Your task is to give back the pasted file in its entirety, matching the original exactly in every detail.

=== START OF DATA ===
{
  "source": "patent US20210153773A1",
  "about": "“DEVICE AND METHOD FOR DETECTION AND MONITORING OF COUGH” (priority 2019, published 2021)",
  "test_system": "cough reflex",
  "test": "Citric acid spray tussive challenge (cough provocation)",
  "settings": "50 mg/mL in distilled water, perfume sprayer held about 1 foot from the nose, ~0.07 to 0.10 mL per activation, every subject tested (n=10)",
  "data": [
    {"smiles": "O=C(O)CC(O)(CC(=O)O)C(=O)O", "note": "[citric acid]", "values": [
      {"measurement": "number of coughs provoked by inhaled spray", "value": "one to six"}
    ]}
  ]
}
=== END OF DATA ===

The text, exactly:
{
  "source": "patent US20210153773A1",
  "about": "“DEVICE AND METHOD FOR DETECTION AND MONITORING OF COUGH” (priority 2019, published 2021)",
  "test_system": "cough reflex",
  "test": "Citric acid spray tussive challenge (cough provocation)",
  "settings": "50 mg/mL in distilled water, perfume sprayer held about 1 foot from the nose, ~0.07 to 0.10 mL per activation, every subject tested (n=10)",
  "data": [
    {"smiles": "O=C(O)CC(O)(CC(=O)O)C(=O)O", "note": "[citric acid]", "values": [
      {"measurement": "number of coughs provoked by inhaled spray", "value": "one to six"}
    ]}
  ]
}